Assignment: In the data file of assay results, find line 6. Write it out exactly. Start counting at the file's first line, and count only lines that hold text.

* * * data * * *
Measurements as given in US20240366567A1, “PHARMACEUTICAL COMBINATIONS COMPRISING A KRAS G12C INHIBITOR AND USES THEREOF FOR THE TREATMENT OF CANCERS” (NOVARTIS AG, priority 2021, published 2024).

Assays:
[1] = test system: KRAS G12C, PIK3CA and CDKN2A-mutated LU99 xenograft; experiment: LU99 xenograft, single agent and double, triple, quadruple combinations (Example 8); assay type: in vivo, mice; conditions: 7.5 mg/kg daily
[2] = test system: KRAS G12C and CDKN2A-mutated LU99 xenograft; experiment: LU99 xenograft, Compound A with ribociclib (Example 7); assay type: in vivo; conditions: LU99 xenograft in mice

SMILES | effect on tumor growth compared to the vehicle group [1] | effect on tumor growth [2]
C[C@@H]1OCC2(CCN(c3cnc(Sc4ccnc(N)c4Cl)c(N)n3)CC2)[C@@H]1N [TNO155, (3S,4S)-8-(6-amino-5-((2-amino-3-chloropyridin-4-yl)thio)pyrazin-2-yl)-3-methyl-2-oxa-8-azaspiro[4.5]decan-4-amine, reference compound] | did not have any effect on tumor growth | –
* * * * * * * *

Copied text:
C[C@@H]1OCC2(CCN(c3cnc(Sc4ccnc(N)c4Cl)c(N)n3)CC2)[C@@H]1N [TNO155, (3S,4S)-8-(6-amino-5-((2-amino-3-chloropyridin-4-yl)thio)pyrazin-2-yl)-3-methyl-2-oxa-8-azaspiro[4.5]decan-4-amine, reference compound] | did not have any effect on tumor growth | –